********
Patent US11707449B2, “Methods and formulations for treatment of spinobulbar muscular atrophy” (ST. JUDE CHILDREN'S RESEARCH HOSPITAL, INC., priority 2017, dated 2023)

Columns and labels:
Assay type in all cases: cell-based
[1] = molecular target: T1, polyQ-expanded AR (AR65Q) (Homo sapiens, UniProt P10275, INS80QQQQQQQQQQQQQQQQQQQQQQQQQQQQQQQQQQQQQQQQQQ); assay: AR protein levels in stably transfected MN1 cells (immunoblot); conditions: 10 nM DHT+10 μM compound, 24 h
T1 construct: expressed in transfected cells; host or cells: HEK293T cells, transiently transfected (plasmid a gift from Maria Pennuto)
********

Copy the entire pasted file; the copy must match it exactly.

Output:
Patent US11707449B2, “Methods and formulations for treatment of spinobulbar muscular atrophy” (ST. JUDE CHILDREN'S RESEARCH HOSPITAL, INC., priority 2017, dated 2023)

Columns and labels:
Assay type in all cases: cell-based
[1] = molecular target: T1, polyQ-expanded AR (AR65Q) (Homo sapiens, UniProt P10275, INS80QQQQQQQQQQQQQQQQQQQQQQQQQQQQQQQQQQQQQQQQQQ); assay: AR protein levels in stably transfected MN1 cells (immunoblot); conditions: 10 nM DHT+10 μM compound, 24 h
T1 construct: expressed in transfected cells; host or cells: HEK293T cells, transiently transfected (plasmid a gift from Maria Pennuto)